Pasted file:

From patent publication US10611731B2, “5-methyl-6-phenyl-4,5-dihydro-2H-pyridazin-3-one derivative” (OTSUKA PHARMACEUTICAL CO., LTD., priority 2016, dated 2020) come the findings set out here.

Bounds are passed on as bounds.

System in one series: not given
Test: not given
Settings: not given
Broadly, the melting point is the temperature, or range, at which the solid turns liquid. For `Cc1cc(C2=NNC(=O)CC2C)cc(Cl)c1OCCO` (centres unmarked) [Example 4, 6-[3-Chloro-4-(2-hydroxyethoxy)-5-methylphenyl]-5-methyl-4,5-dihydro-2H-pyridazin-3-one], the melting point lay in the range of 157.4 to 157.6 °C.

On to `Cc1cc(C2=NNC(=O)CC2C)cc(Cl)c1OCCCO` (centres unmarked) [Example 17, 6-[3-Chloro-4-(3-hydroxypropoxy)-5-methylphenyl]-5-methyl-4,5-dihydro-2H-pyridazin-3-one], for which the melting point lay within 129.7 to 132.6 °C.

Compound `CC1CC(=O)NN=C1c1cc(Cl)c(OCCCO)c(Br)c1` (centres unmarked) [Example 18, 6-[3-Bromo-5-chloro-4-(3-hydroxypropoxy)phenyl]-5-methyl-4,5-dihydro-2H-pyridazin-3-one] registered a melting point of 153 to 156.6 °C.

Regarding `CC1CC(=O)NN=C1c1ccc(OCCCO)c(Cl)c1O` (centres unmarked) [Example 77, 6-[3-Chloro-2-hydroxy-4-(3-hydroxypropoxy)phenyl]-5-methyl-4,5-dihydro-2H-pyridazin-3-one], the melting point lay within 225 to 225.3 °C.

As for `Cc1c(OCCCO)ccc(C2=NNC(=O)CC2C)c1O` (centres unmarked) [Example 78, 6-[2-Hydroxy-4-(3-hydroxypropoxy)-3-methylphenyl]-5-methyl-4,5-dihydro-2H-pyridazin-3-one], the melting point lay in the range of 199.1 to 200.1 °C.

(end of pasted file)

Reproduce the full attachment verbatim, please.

From patent publication US10611731B2, “5-methyl-6-phenyl-4,5-dihydro-2H-pyridazin-3-one derivative” (OTSUKA PHARMACEUTICAL CO., LTD., priority 2016, dated 2020) come the findings set out here.

Bounds are passed on as bounds.

System in one series: not given
Test: not given
Settings: not given
Broadly, the melting point is the temperature, or range, at which the solid turns liquid. For `Cc1cc(C2=NNC(=O)CC2C)cc(Cl)c1OCCO` (centres unmarked) [Example 4, 6-[3-Chloro-4-(2-hydroxyethoxy)-5-methylphenyl]-5-methyl-4,5-dihydro-2H-pyridazin-3-one], the melting point lay in the range of 157.4 to 157.6 °C.

On to `Cc1cc(C2=NNC(=O)CC2C)cc(Cl)c1OCCCO` (centres unmarked) [Example 17, 6-[3-Chloro-4-(3-hydroxypropoxy)-5-methylphenyl]-5-methyl-4,5-dihydro-2H-pyridazin-3-one], for which the melting point lay within 129.7 to 132.6 °C.

Compound `CC1CC(=O)NN=C1c1cc(Cl)c(OCCCO)c(Br)c1` (centres unmarked) [Example 18, 6-[3-Bromo-5-chloro-4-(3-hydroxypropoxy)phenyl]-5-methyl-4,5-dihydro-2H-pyridazin-3-one] registered a melting point of 153 to 156.6 °C.

Regarding `CC1CC(=O)NN=C1c1ccc(OCCCO)c(Cl)c1O` (centres unmarked) [Example 77, 6-[3-Chloro-2-hydroxy-4-(3-hydroxypropoxy)phenyl]-5-methyl-4,5-dihydro-2H-pyridazin-3-one], the melting point lay within 225 to 225.3 °C.

As for `Cc1c(OCCCO)ccc(C2=NNC(=O)CC2C)c1O` (centres unmarked) [Example 78, 6-[2-Hydroxy-4-(3-hydroxypropoxy)-3-methylphenyl]-5-methyl-4,5-dihydro-2H-pyridazin-3-one], the melting point lay in the range of 199.1 to 200.1 °C.